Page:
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The existentialist theory of Albert Camus

The existentialist theory of Albert Camus

July 26, 2022

Existentialism is one of the philosophical currents that have most influenced contemporary thinking and the history of Psychology. Because of its influence, for example, appeared the Humanist Psychology of Abraham Maslow and Carl Rogers, among others, authors who emphasized the importance of the subjective aspects of consciousness.

Now, to understand what is existentialism is not enough to know the footprint left in a part of Psychology. It is preferable to know its foundations, among which is the existentialist theory of Albert Camus . Next we will see the main aspects of the philosophy of this author.


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Who was Albert Camus? Short biography

Camus was born in French Algeria in 1913 . Because of the death of his father in World War II, he grew up with his mother in an environment of great poverty and precariousness.

When arriving at the young adult he studied philosophy in the University of Algiers, and later, with 25 years, moved to Paris, place in which it was involved in political movements and began to military in the French Communist Party. Shortly after it was expelled from the same because of its discrepancies on the objectives pursued in the political action. During world war II actively participated in the underground press and wrote part of the works that made him famous.


Some time after the armed conflict disappeared, in 1957, he received the Nobel Prize for Literature. He died in a car accident at 46 years old.

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The existentialist theory of Camus

The philosophical interests of Camus were a reflection of the convulsive period in which he lived. On the one hand, the serious armed conflicts questioned the idea of ​​progress caused by technological advances, and on the other the great ideological movements seemed to show that had lost a common frame of reference . The human being had lost a vector, a direction to move to reach goals pursued by all and unequivocally positive.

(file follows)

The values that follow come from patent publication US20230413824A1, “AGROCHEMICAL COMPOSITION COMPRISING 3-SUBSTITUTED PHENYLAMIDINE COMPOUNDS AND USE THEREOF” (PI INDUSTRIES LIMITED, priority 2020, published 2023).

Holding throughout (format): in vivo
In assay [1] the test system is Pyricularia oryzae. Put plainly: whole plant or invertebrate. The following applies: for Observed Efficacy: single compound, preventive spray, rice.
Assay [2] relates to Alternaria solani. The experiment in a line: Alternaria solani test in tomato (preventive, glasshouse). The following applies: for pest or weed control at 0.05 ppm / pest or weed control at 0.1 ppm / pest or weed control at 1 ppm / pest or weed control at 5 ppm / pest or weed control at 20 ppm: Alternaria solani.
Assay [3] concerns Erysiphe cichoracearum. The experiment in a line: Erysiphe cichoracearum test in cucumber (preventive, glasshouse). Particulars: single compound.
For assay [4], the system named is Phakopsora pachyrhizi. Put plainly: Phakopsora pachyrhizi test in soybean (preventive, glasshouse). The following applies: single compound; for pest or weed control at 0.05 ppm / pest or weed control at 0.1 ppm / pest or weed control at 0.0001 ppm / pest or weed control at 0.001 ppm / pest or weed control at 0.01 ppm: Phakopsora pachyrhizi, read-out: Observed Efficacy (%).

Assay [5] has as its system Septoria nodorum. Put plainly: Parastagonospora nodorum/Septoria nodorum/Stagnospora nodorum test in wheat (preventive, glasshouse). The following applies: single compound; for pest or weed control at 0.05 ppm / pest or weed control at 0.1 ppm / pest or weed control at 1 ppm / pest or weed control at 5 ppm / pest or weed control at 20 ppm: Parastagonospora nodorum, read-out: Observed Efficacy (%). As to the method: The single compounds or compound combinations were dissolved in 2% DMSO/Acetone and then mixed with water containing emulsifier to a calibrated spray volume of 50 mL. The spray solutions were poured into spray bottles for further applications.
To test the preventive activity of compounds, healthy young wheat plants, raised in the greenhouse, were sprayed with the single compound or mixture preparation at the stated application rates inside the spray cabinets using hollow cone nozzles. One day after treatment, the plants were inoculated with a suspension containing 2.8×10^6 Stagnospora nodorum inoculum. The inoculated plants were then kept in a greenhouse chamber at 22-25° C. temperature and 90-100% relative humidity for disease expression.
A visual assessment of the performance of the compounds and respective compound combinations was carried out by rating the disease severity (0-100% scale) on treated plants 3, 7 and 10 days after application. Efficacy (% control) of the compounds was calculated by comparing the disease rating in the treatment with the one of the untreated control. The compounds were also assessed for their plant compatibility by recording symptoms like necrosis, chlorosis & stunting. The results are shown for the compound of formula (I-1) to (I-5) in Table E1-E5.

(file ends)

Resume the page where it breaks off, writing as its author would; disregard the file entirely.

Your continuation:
Existentialism explores this feeling of disorientation, as we will see in the main characteristics of Albert Camus's theory.


1. The subjective sense of meaning

Albert Camus begins by recognizing that human beings, spontaneously, develop a very strong sense of purpose, linked to their own identity. In other words, we internalize the idea that life makes sense , without anyone having to educate us in that direction. In turn, as we will see, this gets us into trouble without hardly knowing why, without noticing that from the beginning we have fallen into a trap.

2. The absence of the meaning of life

In turn, another of the main components of the existentialist theory of Albert Camus is the principle that life, in reality, has no meaning. It is a conclusion to which the philosopher comes simply by examining the arguments in favor of a meaning of life, and without finding a single reason why it should exist.

In turn, all recent scientific findings began to explain more and more knowledge plots veiled until then, which did not need the figure of a god who could give meaning to humanity. Camus thought that we are entirely human, and as such we are alone .

3. The contradiction of life

The two previous elements hint at a contradiction within our existence. We believe that our lives make sense, but this is false, and when reality gives us signs of this, we are frustrated, we perceive it as an attack on our identity and an existential crisis appears that generates a lot of discomfort .

So, for Camus, to get to live in a desirable way implies overcoming this contradiction, looking beyond it and accepting that tension that causes the emptiness of meaning.

4. Assuming non-sense

How to get to live well? The solution lies in assuming the absence of a sense built from the outside and constructing oneself. This is the revolutionary idea inherited by many thinkers interested in self-realization. If the absence of a meaning of life can be suffocating, at least it is an indicator that we have the freedom to assign a totally original meaning and proper to everything we do.

In this way, from the existentialism of Albert Camus each person has the responsibility to trace his own history. Independently of the objective facts that happen to him, he is one who interprets his vital trajectory according to the narration he has built about it.

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PHILOSOPHY - Albert Camus (July 2022).


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